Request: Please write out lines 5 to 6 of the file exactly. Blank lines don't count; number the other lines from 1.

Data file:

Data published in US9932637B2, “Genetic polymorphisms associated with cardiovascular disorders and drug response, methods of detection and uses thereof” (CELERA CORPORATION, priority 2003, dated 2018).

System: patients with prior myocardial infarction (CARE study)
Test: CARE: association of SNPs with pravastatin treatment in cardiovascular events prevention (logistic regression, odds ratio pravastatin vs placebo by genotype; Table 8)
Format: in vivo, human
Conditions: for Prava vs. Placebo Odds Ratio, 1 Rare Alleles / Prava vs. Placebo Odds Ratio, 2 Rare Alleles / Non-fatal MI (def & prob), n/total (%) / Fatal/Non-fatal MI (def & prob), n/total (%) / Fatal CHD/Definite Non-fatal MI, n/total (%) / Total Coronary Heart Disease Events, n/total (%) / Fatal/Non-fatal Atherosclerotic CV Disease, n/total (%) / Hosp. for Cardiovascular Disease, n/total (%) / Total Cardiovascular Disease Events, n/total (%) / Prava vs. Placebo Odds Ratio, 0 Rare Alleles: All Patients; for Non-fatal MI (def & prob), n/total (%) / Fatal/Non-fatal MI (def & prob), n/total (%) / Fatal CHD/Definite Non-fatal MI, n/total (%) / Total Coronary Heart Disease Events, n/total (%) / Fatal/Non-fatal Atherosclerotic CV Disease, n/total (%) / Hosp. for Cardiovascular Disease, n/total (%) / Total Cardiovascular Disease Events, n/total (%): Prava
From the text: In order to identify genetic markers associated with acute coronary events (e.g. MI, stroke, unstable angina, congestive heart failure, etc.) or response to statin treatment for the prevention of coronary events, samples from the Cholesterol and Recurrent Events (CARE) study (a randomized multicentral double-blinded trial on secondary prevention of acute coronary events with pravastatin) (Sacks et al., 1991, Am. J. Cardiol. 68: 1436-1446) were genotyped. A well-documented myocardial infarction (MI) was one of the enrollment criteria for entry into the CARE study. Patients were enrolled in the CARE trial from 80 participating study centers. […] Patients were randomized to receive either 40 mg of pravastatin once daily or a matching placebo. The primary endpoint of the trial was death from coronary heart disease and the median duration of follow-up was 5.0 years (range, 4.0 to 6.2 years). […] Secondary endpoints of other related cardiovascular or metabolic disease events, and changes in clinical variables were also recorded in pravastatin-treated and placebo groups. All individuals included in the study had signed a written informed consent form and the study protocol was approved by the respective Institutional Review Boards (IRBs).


Conditions: for Prava vs. Placebo Odds Ratio, 1 Rare Alleles / Prava vs. Placebo Odds Ratio, 2 Rare Alleles / Non-fatal MI (def & prob), n/total (%) / Fatal/Non-fatal MI (def & prob), n/total (%) / Fatal CHD/Definite Non-fatal MI, n/total (%) / Total Coronary Heart Disease Events, n/total (%) / Fatal/Non-fatal Atherosclerotic CV Disease, n/total (%) / Hosp. for Cardiovascular Disease, n/total (%) / Total Cardiovascular Disease Events, n/total (%) / Prava vs. Placebo Odds Ratio, 0 Rare Alleles: All Patients; for Non-fatal MI (def & prob), n/total (%) / Fatal/Non-fatal MI (def & prob), n/total (%) / Fatal CHD/Definite Non-fatal MI, n/total (%) / Total Coronary Heart Disease Events, n/total (%) / Fatal/Non-fatal Atherosclerotic CV Disease, n/total (%) / Hosp. for Cardiovascular Disease, n/total (%) / Total Cardiovascular Disease Events, n/total (%): Prava
From the text: In order to identify genetic markers associated with acute coronary events (e.g. MI, stroke, unstable angina, congestive heart failure, etc.) or response to statin treatment for the prevention of coronary events, samples from the Cholesterol and Recurrent Events (CARE) study (a randomized multicentral double-blinded trial on secondary prevention of acute coronary events with pravastatin) (Sacks et al., 1991, Am. J. Cardiol. 68: 1436-1446) were genotyped. A well-documented myocardial infarction (MI) was one of the enrollment criteria for entry into the CARE study. Patients were enrolled in the CARE trial from 80 participating study centers. […] Patients were randomized to receive either 40 mg of pravastatin once daily or a matching placebo. The primary endpoint of the trial was death from coronary heart disease and the median duration of follow-up was 5.0 years (range, 4.0 to 6.2 years). […] Secondary endpoints of other related cardiovascular or metabolic disease events, and changes in clinical variables were also recorded in pravastatin-treated and placebo groups. All individuals included in the study had signed a written informed consent form and the study protocol was approved by the respective Institutional Review Boards (IRBs).